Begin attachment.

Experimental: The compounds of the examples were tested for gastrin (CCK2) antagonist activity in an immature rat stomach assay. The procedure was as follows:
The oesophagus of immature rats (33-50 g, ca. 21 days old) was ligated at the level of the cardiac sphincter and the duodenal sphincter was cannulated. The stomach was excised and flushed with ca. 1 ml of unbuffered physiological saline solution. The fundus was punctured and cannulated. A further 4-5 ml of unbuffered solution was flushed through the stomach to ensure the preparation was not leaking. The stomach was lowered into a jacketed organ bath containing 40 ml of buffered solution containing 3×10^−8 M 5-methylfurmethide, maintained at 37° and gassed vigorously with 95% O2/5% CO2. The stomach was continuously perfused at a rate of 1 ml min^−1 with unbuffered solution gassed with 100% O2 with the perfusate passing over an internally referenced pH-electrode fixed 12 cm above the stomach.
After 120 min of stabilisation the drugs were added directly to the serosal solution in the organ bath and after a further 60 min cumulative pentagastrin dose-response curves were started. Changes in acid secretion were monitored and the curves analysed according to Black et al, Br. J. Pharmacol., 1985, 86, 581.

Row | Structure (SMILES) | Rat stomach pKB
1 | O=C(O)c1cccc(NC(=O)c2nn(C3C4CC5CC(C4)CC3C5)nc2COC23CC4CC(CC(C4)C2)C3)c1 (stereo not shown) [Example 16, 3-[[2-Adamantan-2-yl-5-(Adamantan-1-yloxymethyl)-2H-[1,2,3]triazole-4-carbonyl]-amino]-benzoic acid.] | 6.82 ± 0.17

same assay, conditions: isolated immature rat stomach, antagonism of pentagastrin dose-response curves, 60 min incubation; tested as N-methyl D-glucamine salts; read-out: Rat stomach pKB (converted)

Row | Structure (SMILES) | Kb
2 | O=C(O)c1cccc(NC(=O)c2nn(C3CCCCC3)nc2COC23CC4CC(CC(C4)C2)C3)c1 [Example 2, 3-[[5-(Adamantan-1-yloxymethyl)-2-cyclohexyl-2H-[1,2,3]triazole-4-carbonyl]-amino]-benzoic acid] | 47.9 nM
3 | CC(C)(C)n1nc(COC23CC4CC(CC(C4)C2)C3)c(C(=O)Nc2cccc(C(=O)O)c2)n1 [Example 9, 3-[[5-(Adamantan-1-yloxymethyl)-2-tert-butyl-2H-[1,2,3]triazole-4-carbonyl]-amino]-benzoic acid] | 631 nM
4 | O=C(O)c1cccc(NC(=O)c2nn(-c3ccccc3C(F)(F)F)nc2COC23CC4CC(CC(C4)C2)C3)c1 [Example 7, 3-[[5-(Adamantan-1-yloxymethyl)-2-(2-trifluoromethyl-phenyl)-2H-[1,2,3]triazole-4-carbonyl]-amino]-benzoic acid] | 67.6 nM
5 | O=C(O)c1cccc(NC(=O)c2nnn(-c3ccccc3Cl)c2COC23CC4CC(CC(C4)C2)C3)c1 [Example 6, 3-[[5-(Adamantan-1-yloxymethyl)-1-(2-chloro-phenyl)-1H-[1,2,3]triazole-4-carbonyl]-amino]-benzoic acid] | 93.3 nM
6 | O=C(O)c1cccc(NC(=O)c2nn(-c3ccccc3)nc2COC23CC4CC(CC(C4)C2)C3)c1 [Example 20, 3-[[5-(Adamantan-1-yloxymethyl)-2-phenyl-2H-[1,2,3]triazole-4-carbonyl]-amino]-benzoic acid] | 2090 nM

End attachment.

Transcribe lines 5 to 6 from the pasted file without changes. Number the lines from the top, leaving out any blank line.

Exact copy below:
1 | O=C(O)c1cccc(NC(=O)c2nn(C3C4CC5CC(C4)CC3C5)nc2COC23CC4CC(CC(C4)C2)C3)c1 (stereo not shown) [Example 16, 3-[[2-Adamantan-2-yl-5-(Adamantan-1-yloxymethyl)-2H-[1,2,3]triazole-4-carbonyl]-amino]-benzoic acid.] | 6.82 ± 0.17

same assay, conditions: isolated immature rat stomach, antagonism of pentagastrin dose-response curves, 60 min incubation; tested as N-methyl D-glucamine salts; read-out: Rat stomach pKB (converted)